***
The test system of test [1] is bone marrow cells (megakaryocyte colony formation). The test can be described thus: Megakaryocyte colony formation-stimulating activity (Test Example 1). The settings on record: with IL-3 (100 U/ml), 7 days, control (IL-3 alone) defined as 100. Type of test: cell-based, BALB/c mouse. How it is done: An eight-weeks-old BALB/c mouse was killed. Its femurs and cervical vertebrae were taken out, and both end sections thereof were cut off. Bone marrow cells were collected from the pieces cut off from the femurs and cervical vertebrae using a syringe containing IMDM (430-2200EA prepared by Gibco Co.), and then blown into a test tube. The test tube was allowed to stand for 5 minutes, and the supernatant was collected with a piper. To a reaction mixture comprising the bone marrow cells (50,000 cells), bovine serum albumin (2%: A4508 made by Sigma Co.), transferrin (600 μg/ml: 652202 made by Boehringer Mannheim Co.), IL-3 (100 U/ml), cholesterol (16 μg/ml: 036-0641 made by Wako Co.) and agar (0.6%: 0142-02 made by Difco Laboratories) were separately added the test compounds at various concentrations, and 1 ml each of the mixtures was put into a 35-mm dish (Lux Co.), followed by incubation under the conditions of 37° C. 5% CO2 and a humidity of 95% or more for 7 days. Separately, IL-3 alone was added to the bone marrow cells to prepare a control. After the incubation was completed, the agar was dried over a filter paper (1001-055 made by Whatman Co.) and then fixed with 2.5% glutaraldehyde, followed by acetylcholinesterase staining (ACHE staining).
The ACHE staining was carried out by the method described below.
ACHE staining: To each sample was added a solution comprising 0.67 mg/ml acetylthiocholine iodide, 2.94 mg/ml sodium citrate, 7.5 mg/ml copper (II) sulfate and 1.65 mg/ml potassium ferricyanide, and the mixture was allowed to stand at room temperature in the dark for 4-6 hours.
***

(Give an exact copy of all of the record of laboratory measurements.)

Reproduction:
The test system of test [1] is bone marrow cells (megakaryocyte colony formation). The test can be described thus: Megakaryocyte colony formation-stimulating activity (Test Example 1). The settings on record: with IL-3 (100 U/ml), 7 days, control (IL-3 alone) defined as 100. Type of test: cell-based, BALB/c mouse. How it is done: An eight-weeks-old BALB/c mouse was killed. Its femurs and cervical vertebrae were taken out, and both end sections thereof were cut off. Bone marrow cells were collected from the pieces cut off from the femurs and cervical vertebrae using a syringe containing IMDM (430-2200EA prepared by Gibco Co.), and then blown into a test tube. The test tube was allowed to stand for 5 minutes, and the supernatant was collected with a piper. To a reaction mixture comprising the bone marrow cells (50,000 cells), bovine serum albumin (2%: A4508 made by Sigma Co.), transferrin (600 μg/ml: 652202 made by Boehringer Mannheim Co.), IL-3 (100 U/ml), cholesterol (16 μg/ml: 036-0641 made by Wako Co.) and agar (0.6%: 0142-02 made by Difco Laboratories) were separately added the test compounds at various concentrations, and 1 ml each of the mixtures was put into a 35-mm dish (Lux Co.), followed by incubation under the conditions of 37° C. 5% CO2 and a humidity of 95% or more for 7 days. Separately, IL-3 alone was added to the bone marrow cells to prepare a control. After the incubation was completed, the agar was dried over a filter paper (1001-055 made by Whatman Co.) and then fixed with 2.5% glutaraldehyde, followed by acetylcholinesterase staining (ACHE staining).
The ACHE staining was carried out by the method described below.
ACHE staining: To each sample was added a solution comprising 0.67 mg/ml acetylthiocholine iodide, 2.94 mg/ml sodium citrate, 7.5 mg/ml copper (II) sulfate and 1.65 mg/ml potassium ferricyanide, and the mixture was allowed to stand at room temperature in the dark for 4-6 hours.